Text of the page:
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  1. #1
    Wrench Savant balindamood's Avatar
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    Care and feeding of a Brooks Saddle

    I bought a bike at a yard sale a month ago which has a nearly new brooks narrow racing saddle on it. I have never had one of these, and after three weeks of 20-miles a day, I rather like it.

    What do I do with it? I presume that there is some leather goop that needs to be periodically applied. It also has a bolt in the front, running paralell with the top tube of the bike, which would seem to adjust something like the length of the seat or the surface tension or something. What does this do?

    Thanks!
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  2. #2
    Ferrous wheel
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    Brooks recommends/sells a product called Proofide for the leather. It is to be used sparingly (I do it about once a year), because over-softening the saddle will allow the leather to stretch prematurely.

    Which brings me to that bolt. It is turned to tighten the saddle to account for the inevitable stretching that comes from regular and normal wear. You should not have to turn it very often. Once it is fully tightened, your saddle is worn out.
    One thing about living in Santa Carla I never could stomach -- all the damn vampires.

  3. #3
    Ferrous wheel
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    Also, you should avoid getting your saddle wet, as riding a wet saddle can also cause it to stretch with great haste. When I Proofide my saddles, I also get the underside to help protect it from road spray.
    One thing about living in Santa Carla I never could stomach -- all the damn vampires.

  4. #4
    Senior Member ollo_ollo's Avatar
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    Most important is continue riding regularly, the saddle will fit itself to you and get better over time. Some of my Brooks saddles have not needed tightening for many years.
    visit my homebuilding blog: www.monoplanar.blogspot.com

  5. #5
    Wrench Savant balindamood's Avatar
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    How do I know when I need to tighten it (the bolt, that is)??
    "Where you come from is gone;
    where you are headed weren't never there;
    and where you are ain't no good unless you can get away from it."

  6. #6
    Perineal Pressurized dobber's Avatar
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    Quote Originally Posted by balindamood
    How do I know when I need to tighten it (the bolt, that is)??

    Don't touch the bolt.
    This is Africa, 1943. War spits out its violence overhead and the sandy graveyard swallows it up. Her name is King Nine, B-25, medium bomber, Twelfth Air Force. On a hot, still morning she took off from Tunisia to bomb the southern tip of Italy. An errant piece of flak tore a hole in a wing tank and, like a wounded bird, this is where she landed, not to return on this day, or any other day.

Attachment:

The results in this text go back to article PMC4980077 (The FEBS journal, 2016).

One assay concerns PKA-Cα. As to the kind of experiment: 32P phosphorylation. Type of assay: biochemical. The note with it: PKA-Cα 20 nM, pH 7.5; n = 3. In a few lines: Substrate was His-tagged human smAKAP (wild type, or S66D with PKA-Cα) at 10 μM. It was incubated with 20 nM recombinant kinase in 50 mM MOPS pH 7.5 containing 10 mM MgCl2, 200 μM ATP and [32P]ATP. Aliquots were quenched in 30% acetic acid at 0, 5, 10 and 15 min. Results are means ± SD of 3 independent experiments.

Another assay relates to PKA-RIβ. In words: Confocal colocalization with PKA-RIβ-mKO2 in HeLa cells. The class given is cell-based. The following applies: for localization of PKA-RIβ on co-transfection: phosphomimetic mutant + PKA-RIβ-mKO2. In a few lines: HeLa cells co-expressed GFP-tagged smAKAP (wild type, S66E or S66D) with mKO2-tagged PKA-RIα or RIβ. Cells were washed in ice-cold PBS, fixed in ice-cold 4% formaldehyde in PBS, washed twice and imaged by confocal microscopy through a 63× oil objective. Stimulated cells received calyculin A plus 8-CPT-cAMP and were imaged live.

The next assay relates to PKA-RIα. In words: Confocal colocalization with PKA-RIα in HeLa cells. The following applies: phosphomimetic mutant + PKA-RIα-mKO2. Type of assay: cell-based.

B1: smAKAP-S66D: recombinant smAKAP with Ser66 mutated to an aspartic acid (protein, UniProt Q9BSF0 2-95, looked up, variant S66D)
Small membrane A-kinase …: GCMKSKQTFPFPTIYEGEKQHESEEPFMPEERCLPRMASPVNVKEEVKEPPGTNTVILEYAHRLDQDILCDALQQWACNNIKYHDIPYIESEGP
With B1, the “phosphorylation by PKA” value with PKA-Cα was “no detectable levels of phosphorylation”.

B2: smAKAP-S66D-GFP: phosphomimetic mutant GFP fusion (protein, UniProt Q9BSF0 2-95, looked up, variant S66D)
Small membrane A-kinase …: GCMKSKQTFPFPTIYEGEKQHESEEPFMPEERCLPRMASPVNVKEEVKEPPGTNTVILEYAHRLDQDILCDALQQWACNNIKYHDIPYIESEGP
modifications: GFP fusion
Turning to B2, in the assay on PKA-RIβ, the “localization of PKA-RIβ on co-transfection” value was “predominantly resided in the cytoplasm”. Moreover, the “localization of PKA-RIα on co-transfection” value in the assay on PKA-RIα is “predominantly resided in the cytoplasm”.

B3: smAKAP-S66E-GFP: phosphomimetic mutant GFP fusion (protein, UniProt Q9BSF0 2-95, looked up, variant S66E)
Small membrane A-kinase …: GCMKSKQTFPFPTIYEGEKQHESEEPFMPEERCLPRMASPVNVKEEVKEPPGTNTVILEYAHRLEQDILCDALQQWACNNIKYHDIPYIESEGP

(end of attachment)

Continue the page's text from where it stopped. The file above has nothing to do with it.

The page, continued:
7. #7
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    Quote Originally Posted by balindamood
    How do I know when I need to tighten it (the bolt, that is)??
    When the saddle has the look of a swayed back horse. the saddle should remain flat across the length of the saddle. just lie a ruler over the top of the saddle now and get an idea how flat it is and when the saddle has swayed over an 1/8 of an inch beyond that then tighten the bolt a tad, meaning about a 1/4 of a turn. as one poster mentioned over use of Proofide could soften the leather too much; I only apply once a year but I don't do the underside (except when I first bought the saddle I applied in once very lightly) but thats because when I tour I use fenders and the underside doesn't get wet. you shouldn't have to tighten the bolt more then once every other year; I havent tightened mine in over 5 years.

    Also don't let anyone tell you to use any other product then Proofide on your Brooks saddle. Read your warranty papers, Brooks clearly tells you that using any other product will void your warranty. why would Brooks say that? because they have been making saddles for over 100 years and one would think they would know whats best to use for max life and protection...not some local yokal bike know it all.

    Rivendell bicycle works and Carridice sells a saddle cover made for Brooks that can protect it from the rain which could be an issue if the the saddle will be ridden in the rain.

  8. #8
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    So, is this Brooks saddle some that special? I bought a Cannondale with a goofy red and white saddle. It has no bolts to tighten, came with no instructions. I am guessing I'll mess it up one day by having the bike fall while leaning on something - but, I don't have to worry about its maintenance.

    My Schwinn from '74 has a leather saddle. Looks the same today as it did when I purchased it (saddle is a Schwinn-approved part that I bought as an "upgrade" to that bike - a LeTour).

    I am not posting to be a wise guy. I've looked at pics of those saddles - they do look nice. Just wondering if that's a toy I should consider - or would I be setting myself up for one more thing to worry about.

    Caruso

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